Ian Watts Gibraltar, providing legal services in Gibraltar since 2002
Introduction – Gibraltar Insolvency Legislation
The Insolvency Act 2011 came into force on the 1st November 2014. It lays down a comprehensive framework for matters relating to corporate and personal insolvency in Gibraltar. Matters regarding the practice and procedure to be adopted in cases of insolvent corporate debtors and those to be accorded to insolvent personal debtors are legislated by the Insolvency Regulations 2014 made under the enabling provisions of the 2011 Act.
International Insolvency Law
It is worthy of note that Gibraltar’s Insolvency (Cross Border Insolvencies) Regulations 2014 deal with EC Insolvency Regulation No.1346/2000 on European cross-border insolvency matters, as well as the UNICTRAL Model Law on cross-border insolvency as adopted by the United Nations Commission on International Trade Law on the 30th May 1997.
Gibraltar Insolvency Law – A Balancing Exercise
The overall ethos underpinning Gibraltar’s insolvency laws is a balancing exercise to protect the various interests of creditors, controlling and punishing delinquent directors or insolvent debtors, and promoting a rescue for the insolvent individual debtor or insolvent corporate debtor, wherever possible. Matters of insolvency ought to be taken very seriously and there is certainly no substitute for sound legal advice.
Definition of “Insolvency”
At its most basic level, ‘Insolvency’ can be said to be a factual situation in which an individual or a company finds itself in when he or it cannot pay its debts when they fall due. In the United Kingdom, there is adopted two principal tests – first of all, the ‘balance-sheet’ test (this is where liabilities exceeds assets); and secondly, the ‘cash-flow’ test (this measures the ability to pay debts as they fall due). It follows that one may have a portfolio of assets – e.g. luxury real estate, luxury cars, yachts and substantial tied-in investments that well surpass actual liabilities (in which case one is balance sheet solvent); but unable to raise the necessary money in which to pay debts as they fall due (in which case one is cash flow insolvent).
Whereas ‘insolvency’, at its basic level, is factual determined as aforesaid, it ought to be distinguished from liquidation (in the case of companies) and bankruptcy (in the case of individuals), which is a ‘legal condition’ that can arise from a position of insolvency.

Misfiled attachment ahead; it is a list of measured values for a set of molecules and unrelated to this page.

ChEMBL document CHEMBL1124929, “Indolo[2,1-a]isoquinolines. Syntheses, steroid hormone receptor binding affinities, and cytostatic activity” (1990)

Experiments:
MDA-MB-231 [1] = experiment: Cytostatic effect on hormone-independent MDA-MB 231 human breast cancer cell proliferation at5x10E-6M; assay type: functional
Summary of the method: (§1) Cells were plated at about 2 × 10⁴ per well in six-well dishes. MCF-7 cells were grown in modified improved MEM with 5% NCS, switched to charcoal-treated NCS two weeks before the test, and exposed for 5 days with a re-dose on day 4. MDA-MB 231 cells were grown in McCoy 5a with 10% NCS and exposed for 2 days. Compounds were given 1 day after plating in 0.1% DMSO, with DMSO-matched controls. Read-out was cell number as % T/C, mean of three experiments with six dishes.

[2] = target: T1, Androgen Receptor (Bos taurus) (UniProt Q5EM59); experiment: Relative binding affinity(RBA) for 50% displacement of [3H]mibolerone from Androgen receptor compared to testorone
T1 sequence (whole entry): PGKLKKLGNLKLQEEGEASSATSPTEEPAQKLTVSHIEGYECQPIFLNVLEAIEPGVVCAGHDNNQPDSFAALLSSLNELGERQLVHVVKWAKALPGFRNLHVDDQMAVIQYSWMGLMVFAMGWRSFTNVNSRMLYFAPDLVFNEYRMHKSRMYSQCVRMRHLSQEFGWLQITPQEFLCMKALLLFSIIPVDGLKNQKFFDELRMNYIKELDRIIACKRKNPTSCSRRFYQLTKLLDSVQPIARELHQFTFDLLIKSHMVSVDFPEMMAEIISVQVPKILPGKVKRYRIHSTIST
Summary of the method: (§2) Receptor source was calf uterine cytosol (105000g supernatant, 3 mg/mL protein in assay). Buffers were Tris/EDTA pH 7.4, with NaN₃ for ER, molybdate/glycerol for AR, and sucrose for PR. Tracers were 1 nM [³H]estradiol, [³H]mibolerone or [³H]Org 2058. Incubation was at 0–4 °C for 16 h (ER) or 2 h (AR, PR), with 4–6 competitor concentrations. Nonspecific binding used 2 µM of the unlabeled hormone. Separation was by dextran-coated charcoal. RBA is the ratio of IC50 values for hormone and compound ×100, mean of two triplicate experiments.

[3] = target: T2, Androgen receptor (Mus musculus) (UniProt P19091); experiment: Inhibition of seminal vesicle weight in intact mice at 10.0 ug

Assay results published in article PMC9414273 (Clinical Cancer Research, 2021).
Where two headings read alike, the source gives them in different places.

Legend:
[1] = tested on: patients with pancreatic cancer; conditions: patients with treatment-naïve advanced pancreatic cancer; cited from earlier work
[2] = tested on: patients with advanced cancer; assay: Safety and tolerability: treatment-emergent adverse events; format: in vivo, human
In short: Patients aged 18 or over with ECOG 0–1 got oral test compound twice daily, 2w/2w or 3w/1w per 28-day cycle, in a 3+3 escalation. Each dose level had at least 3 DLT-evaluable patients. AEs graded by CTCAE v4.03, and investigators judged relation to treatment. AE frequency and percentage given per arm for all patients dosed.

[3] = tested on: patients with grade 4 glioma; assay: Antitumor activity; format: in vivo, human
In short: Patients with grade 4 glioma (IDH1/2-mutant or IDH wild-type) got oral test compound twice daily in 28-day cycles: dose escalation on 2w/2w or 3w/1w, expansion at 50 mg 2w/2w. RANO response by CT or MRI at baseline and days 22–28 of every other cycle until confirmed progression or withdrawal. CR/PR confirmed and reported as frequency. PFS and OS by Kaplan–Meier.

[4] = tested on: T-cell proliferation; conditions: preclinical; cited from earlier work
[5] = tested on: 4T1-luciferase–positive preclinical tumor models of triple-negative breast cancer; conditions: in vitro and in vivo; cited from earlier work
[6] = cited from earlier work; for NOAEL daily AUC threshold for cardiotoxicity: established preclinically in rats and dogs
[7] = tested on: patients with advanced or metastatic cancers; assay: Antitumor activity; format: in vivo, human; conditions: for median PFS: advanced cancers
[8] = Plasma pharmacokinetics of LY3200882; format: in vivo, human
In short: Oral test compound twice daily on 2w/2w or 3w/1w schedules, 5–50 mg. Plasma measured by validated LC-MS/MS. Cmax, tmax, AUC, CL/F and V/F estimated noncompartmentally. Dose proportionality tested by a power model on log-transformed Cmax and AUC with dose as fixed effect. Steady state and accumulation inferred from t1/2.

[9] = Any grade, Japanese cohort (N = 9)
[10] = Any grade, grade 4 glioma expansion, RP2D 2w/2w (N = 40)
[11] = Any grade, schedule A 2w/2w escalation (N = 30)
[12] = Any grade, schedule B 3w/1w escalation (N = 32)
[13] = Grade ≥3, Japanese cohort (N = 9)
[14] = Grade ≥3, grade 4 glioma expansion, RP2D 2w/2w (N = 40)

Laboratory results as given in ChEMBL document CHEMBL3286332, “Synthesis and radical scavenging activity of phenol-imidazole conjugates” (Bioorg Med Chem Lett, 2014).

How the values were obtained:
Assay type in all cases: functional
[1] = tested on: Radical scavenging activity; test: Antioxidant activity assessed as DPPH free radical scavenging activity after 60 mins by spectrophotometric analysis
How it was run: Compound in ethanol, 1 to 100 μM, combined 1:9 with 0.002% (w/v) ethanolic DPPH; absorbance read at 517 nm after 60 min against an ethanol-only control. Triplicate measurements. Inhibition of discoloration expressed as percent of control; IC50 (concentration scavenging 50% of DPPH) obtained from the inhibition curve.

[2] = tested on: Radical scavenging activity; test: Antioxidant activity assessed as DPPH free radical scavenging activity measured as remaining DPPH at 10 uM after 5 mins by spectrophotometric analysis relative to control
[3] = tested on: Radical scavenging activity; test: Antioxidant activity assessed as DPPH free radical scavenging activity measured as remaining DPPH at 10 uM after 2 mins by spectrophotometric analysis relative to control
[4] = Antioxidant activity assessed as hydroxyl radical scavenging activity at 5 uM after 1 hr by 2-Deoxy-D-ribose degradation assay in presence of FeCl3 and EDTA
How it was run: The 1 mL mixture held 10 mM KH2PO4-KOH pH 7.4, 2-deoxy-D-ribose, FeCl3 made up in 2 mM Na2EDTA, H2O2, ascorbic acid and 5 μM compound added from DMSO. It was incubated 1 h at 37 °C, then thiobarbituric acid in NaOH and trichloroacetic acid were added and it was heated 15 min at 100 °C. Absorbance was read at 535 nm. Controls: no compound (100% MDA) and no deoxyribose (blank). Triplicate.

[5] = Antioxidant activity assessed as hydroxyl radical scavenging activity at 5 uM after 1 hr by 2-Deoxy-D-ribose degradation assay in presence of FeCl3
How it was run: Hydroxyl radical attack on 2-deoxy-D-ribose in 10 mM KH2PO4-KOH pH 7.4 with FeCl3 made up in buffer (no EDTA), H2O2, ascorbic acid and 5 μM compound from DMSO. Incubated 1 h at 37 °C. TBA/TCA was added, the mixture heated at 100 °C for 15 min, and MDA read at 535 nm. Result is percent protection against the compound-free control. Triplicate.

Statutory Presumption of Insolvency
The Insolvency Act 2011 does however provide a definition of ‘insolvency’: s.10 of the statute enacts as follows:-
(a) is presumed to be insolvent if–
(i) it fails to comply with the requirements of a statutory demand that has not been set aside under section 143; or
(ii) execution or other process issued on a judgment, decree or order of a Gibraltar court in favour of a creditor of the company is returned wholly or partly unsatisfied; and
(b) is insolvent if–
(i) it is unable to pay its debts as they fall due; or
(ii) the value of its liabilities exceeds its assets.
(2) An individual is presumed to be insolvent if–
(a) he fails to comply with the requirements of a statutory demand that has not been set aside under section 143; or
(b) execution or other process issued on a judgment, decree or order of a Gibraltar court in favour of a creditor of the individual is returned wholly or partly unsatisfied’’.
As can be seen aforesaid, there is a presumption of insolvency under Gibraltar Law that exists in relation to companies in Gibraltar as well as individuals. It is interesting to note that the statute also preserves the presumption of insolvency on the basis of the balance sheet and cash-flow tests in relation to corporate debtors, but not individuals. A common feature in both instances is nevertheless a failure to comply with a statutory demand, as well as an unsatisfied court order for money (either wholly or partly).
The statutory demand
It is common precondition to liquidation and bankruptcy in Gibraltar that a statutory demand is first of all served by a creditor upon a debtor (individual or corporate), and the debtor does not pay the debt or apply to the Supreme Court of Gibraltar to have it set aside
The statutory demand is a formal requisition for payment of the debt within a stipulated time-frame (the minimum sum for which it may be issued is £750) that must comply in all material respects with s.141 of the Insolvency Act 2011 and the procedure laid down in the Insolvency Rules 2014. It will specify, among other things, that if it is not complied with, an application can be made to the Court for the appointment of a liquidator or a bankruptcy order (as the case may be).
One should bear in mind that the statutory demand is not an insolvency process or procedure in itself – rather, it operates as a precursor to formal insolvency proceedings brought before the Chancery Jurisdiction of the Supreme Court of Gibraltar.
For further information/advice on Gibraltar Insolvency Law, please contact Ian Watts, Barrister-at-Law & Acting Solicitor.
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